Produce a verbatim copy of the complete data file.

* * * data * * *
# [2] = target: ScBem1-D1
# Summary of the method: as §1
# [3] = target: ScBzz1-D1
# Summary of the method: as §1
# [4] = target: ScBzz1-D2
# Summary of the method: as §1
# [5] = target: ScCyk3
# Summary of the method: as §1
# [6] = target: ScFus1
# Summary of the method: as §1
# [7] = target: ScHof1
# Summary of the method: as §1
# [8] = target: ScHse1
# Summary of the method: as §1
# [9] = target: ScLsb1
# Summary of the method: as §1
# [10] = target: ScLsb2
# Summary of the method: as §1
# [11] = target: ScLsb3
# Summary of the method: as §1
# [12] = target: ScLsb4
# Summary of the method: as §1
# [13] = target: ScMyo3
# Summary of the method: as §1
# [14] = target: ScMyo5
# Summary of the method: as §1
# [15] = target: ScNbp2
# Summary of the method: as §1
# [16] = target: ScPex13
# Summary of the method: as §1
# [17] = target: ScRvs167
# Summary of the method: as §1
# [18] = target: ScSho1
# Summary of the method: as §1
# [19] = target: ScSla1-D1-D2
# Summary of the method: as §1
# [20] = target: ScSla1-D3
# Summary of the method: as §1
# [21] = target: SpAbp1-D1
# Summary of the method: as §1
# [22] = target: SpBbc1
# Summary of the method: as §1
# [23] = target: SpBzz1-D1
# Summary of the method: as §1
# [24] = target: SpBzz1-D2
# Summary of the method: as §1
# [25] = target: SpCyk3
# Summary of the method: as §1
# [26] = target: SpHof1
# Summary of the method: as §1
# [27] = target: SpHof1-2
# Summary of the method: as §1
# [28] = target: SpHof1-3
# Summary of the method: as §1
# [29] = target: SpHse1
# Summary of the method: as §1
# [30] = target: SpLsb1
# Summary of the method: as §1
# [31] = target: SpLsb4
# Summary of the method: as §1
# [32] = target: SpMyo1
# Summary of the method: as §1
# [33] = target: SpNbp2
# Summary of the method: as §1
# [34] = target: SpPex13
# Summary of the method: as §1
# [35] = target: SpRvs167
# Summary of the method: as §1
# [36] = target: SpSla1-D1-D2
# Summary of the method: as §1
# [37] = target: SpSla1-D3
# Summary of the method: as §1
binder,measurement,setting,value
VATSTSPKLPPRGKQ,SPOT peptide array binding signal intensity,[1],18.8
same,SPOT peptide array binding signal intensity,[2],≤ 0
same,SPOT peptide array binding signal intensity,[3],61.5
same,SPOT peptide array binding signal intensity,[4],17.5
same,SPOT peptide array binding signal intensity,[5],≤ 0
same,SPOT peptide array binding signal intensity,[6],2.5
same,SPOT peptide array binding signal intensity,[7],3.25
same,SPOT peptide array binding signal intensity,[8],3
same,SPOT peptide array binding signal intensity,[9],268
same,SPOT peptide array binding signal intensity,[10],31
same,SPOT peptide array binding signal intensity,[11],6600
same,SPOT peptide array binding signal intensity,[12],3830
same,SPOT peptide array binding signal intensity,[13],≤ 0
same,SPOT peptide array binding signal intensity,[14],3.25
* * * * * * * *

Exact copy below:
# [2] = target: ScBem1-D1
# Summary of the method: as §1
# [3] = target: ScBzz1-D1
# Summary of the method: as §1
# [4] = target: ScBzz1-D2
# Summary of the method: as §1
# [5] = target: ScCyk3
# Summary of the method: as §1
# [6] = target: ScFus1
# Summary of the method: as §1
# [7] = target: ScHof1
# Summary of the method: as §1
# [8] = target: ScHse1
# Summary of the method: as §1
# [9] = target: ScLsb1
# Summary of the method: as §1
# [10] = target: ScLsb2
# Summary of the method: as §1
# [11] = target: ScLsb3
# Summary of the method: as §1
# [12] = target: ScLsb4
# Summary of the method: as §1
# [13] = target: ScMyo3
# Summary of the method: as §1
# [14] = target: ScMyo5
# Summary of the method: as §1
# [15] = target: ScNbp2
# Summary of the method: as §1
# [16] = target: ScPex13
# Summary of the method: as §1
# [17] = target: ScRvs167
# Summary of the method: as §1
# [18] = target: ScSho1
# Summary of the method: as §1
# [19] = target: ScSla1-D1-D2
# Summary of the method: as §1
# [20] = target: ScSla1-D3
# Summary of the method: as §1
# [21] = target: SpAbp1-D1
# Summary of the method: as §1
# [22] = target: SpBbc1
# Summary of the method: as §1
# [23] = target: SpBzz1-D1
# Summary of the method: as §1
# [24] = target: SpBzz1-D2
# Summary of the method: as §1
# [25] = target: SpCyk3
# Summary of the method: as §1
# [26] = target: SpHof1
# Summary of the method: as §1
# [27] = target: SpHof1-2
# Summary of the method: as §1
# [28] = target: SpHof1-3
# Summary of the method: as §1
# [29] = target: SpHse1
# Summary of the method: as §1
# [30] = target: SpLsb1
# Summary of the method: as §1
# [31] = target: SpLsb4
# Summary of the method: as §1
# [32] = target: SpMyo1
# Summary of the method: as §1
# [33] = target: SpNbp2
# Summary of the method: as §1
# [34] = target: SpPex13
# Summary of the method: as §1
# [35] = target: SpRvs167
# Summary of the method: as §1
# [36] = target: SpSla1-D1-D2
# Summary of the method: as §1
# [37] = target: SpSla1-D3
# Summary of the method: as §1
binder,measurement,setting,value
VATSTSPKLPPRGKQ,SPOT peptide array binding signal intensity,[1],18.8
same,SPOT peptide array binding signal intensity,[2],≤ 0
same,SPOT peptide array binding signal intensity,[3],61.5
same,SPOT peptide array binding signal intensity,[4],17.5
same,SPOT peptide array binding signal intensity,[5],≤ 0
same,SPOT peptide array binding signal intensity,[6],2.5
same,SPOT peptide array binding signal intensity,[7],3.25
same,SPOT peptide array binding signal intensity,[8],3
same,SPOT peptide array binding signal intensity,[9],268
same,SPOT peptide array binding signal intensity,[10],31
same,SPOT peptide array binding signal intensity,[11],6600
same,SPOT peptide array binding signal intensity,[12],3830
same,SPOT peptide array binding signal intensity,[13],≤ 0
same,SPOT peptide array binding signal intensity,[14],3.25